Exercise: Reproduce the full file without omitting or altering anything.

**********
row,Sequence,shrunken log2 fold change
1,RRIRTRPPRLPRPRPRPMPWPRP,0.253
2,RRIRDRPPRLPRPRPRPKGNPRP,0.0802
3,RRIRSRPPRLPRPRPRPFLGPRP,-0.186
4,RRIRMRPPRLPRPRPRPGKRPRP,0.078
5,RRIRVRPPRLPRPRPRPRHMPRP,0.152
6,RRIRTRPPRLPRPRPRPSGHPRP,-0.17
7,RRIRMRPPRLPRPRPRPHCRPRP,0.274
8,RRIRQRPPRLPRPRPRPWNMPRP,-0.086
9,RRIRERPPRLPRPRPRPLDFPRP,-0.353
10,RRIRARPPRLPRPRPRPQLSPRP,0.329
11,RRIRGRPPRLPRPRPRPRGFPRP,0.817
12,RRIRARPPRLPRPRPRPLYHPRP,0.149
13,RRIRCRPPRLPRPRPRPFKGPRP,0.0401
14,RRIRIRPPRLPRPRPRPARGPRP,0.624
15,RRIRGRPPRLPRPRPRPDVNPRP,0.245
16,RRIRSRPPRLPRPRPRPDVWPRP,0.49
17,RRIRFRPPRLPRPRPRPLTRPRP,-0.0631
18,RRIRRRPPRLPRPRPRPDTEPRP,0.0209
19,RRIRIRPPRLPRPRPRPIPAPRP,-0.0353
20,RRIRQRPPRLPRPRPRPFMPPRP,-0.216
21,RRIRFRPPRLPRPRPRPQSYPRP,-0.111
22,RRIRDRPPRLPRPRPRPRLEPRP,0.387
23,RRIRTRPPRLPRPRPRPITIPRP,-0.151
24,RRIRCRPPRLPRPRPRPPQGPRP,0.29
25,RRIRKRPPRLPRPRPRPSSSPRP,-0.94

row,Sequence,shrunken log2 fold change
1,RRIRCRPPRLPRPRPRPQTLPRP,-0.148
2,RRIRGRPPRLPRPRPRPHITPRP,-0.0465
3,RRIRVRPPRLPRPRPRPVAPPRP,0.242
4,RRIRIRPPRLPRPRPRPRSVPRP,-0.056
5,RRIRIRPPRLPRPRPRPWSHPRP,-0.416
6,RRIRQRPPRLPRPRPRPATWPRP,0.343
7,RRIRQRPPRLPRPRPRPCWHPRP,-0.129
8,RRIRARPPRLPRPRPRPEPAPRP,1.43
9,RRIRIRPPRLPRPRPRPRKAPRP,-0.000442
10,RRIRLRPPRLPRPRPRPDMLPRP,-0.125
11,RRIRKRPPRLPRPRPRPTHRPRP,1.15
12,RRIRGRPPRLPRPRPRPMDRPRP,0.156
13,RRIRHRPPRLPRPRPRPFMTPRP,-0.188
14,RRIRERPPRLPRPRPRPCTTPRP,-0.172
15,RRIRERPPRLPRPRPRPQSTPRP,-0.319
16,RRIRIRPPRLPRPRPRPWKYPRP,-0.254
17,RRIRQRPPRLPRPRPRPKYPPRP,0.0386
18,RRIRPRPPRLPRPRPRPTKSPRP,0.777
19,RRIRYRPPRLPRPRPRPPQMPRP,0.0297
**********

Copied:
row,Sequence,shrunken log2 fold change
1,RRIRTRPPRLPRPRPRPMPWPRP,0.253
2,RRIRDRPPRLPRPRPRPKGNPRP,0.0802
3,RRIRSRPPRLPRPRPRPFLGPRP,-0.186
4,RRIRMRPPRLPRPRPRPGKRPRP,0.078
5,RRIRVRPPRLPRPRPRPRHMPRP,0.152
6,RRIRTRPPRLPRPRPRPSGHPRP,-0.17
7,RRIRMRPPRLPRPRPRPHCRPRP,0.274
8,RRIRQRPPRLPRPRPRPWNMPRP,-0.086
9,RRIRERPPRLPRPRPRPLDFPRP,-0.353
10,RRIRARPPRLPRPRPRPQLSPRP,0.329
11,RRIRGRPPRLPRPRPRPRGFPRP,0.817
12,RRIRARPPRLPRPRPRPLYHPRP,0.149
13,RRIRCRPPRLPRPRPRPFKGPRP,0.0401
14,RRIRIRPPRLPRPRPRPARGPRP,0.624
15,RRIRGRPPRLPRPRPRPDVNPRP,0.245
16,RRIRSRPPRLPRPRPRPDVWPRP,0.49
17,RRIRFRPPRLPRPRPRPLTRPRP,-0.0631
18,RRIRRRPPRLPRPRPRPDTEPRP,0.0209
19,RRIRIRPPRLPRPRPRPIPAPRP,-0.0353
20,RRIRQRPPRLPRPRPRPFMPPRP,-0.216
21,RRIRFRPPRLPRPRPRPQSYPRP,-0.111
22,RRIRDRPPRLPRPRPRPRLEPRP,0.387
23,RRIRTRPPRLPRPRPRPITIPRP,-0.151
24,RRIRCRPPRLPRPRPRPPQGPRP,0.29
25,RRIRKRPPRLPRPRPRPSSSPRP,-0.94

row,Sequence,shrunken log2 fold change
1,RRIRCRPPRLPRPRPRPQTLPRP,-0.148
2,RRIRGRPPRLPRPRPRPHITPRP,-0.0465
3,RRIRVRPPRLPRPRPRPVAPPRP,0.242
4,RRIRIRPPRLPRPRPRPRSVPRP,-0.056
5,RRIRIRPPRLPRPRPRPWSHPRP,-0.416
6,RRIRQRPPRLPRPRPRPATWPRP,0.343
7,RRIRQRPPRLPRPRPRPCWHPRP,-0.129
8,RRIRARPPRLPRPRPRPEPAPRP,1.43
9,RRIRIRPPRLPRPRPRPRKAPRP,-0.000442
10,RRIRLRPPRLPRPRPRPDMLPRP,-0.125
11,RRIRKRPPRLPRPRPRPTHRPRP,1.15
12,RRIRGRPPRLPRPRPRPMDRPRP,0.156
13,RRIRHRPPRLPRPRPRPFMTPRP,-0.188
14,RRIRERPPRLPRPRPRPCTTPRP,-0.172
15,RRIRERPPRLPRPRPRPQSTPRP,-0.319
16,RRIRIRPPRLPRPRPRPWKYPRP,-0.254
17,RRIRQRPPRLPRPRPRPKYPPRP,0.0386
18,RRIRPRPPRLPRPRPRPTKSPRP,0.777
19,RRIRYRPPRLPRPRPRPPQMPRP,0.0297